• MIT via Lincoln Laboratory and Bells Labs did extensive defense work, dating back to the very founding of those institutions.
              • Integrated circuits exist so we could make better missle warheads. Huge amount of defense funding.
              • GPS exists to help deploy military units, mark artillery targets, and guide missles. The street found its own uses for these things.

              We can point to visionaries like Vannevar Bush and their pure dreams for things like augmenting human intellect with hypermedia but those same people never ceased to work for their country on horrifically powerful weapons.

              DARPA is probably one of the only reliable sources for decades-out basic research, arguably better than the NSF.

              It is not popular in our circles to discuss such things, but then truth remains: military projects have been and continue to be sources of major innovation in our industry.

              Further, there’s this bizarre political idea of globalization and open-borders I’ve often seen supported seemingly without thought by folks doing these protests.

              Globalization can and does endanger workers by allowing companies to escape what a country might consider to be reasonable regulations.

              Not all border-control and immigration enforcement is a bad thing–look no further than the experience of Ukraine in the last few years when faced with an influx of undocumented immigrants.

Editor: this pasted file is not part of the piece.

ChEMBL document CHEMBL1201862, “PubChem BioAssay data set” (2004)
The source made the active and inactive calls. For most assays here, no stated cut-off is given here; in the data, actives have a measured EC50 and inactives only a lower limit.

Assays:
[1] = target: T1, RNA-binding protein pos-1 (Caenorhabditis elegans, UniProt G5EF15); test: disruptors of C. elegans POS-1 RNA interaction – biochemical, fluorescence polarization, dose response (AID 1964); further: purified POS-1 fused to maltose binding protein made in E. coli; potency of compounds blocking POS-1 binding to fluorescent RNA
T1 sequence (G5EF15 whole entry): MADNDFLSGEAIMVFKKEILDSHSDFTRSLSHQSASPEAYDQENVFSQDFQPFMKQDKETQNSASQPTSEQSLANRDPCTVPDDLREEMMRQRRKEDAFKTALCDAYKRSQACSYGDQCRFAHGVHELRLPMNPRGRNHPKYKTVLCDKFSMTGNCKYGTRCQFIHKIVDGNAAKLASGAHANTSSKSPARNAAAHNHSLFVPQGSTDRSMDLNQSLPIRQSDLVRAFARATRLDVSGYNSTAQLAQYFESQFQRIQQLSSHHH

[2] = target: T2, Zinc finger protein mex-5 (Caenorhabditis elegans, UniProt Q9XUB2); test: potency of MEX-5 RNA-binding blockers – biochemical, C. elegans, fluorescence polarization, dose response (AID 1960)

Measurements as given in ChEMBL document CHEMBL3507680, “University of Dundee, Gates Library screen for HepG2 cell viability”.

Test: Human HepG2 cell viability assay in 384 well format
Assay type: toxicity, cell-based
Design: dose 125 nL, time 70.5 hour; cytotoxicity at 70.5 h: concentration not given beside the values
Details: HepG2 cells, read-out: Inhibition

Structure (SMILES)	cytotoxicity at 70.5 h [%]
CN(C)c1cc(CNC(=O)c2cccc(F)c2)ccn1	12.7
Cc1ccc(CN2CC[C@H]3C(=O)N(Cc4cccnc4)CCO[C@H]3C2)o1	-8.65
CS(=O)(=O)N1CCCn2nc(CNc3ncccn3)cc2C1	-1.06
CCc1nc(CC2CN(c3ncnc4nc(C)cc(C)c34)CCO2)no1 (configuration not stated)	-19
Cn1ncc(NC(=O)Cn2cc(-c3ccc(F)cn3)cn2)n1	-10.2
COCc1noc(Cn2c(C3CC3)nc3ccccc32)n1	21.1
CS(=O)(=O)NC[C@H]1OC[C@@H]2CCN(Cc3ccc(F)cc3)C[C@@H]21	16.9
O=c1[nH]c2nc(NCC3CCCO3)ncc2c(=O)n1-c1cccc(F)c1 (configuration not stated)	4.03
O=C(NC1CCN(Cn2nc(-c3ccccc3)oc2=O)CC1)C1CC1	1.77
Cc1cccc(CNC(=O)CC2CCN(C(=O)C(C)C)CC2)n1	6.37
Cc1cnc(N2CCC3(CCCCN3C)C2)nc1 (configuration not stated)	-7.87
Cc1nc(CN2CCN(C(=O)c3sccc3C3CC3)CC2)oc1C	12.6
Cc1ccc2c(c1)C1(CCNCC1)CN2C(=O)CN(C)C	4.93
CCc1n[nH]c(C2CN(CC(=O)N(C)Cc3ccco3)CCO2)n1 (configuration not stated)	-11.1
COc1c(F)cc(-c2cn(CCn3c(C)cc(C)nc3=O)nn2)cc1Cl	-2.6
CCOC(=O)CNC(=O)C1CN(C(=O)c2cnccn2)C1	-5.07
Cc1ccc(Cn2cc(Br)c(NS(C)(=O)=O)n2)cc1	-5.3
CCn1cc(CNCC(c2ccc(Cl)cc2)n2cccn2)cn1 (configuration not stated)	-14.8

Frankly, while I support the desire for Labor to organize against Capital when they see their livelihoods and morals threatened, I really do wish they could do so with a bit more of an eye towards reality and strategy. It’s like nobody learned from the Occupy protests. :(

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                I recognize all this history, believe me. What I can say, without getting into a detailed debate, is that the positions you mention are not taken thoughtlessly, and I would encourage everybody to have these conversations about what exactly right and wrong mean to the tech industry. There are certainly a lot of perspectives that deserve to be included, yours among them.

                I’ve actually been very frustrated that I don’t see these conversations happening much in the public sphere. Or rather, everybody talks about the tech industry and its moral dilemmas, but I seldom see members of the industry engaging with it, other than CEOs, who therefore wind up representing all of us by default. That really needs to change, and the sooner the better.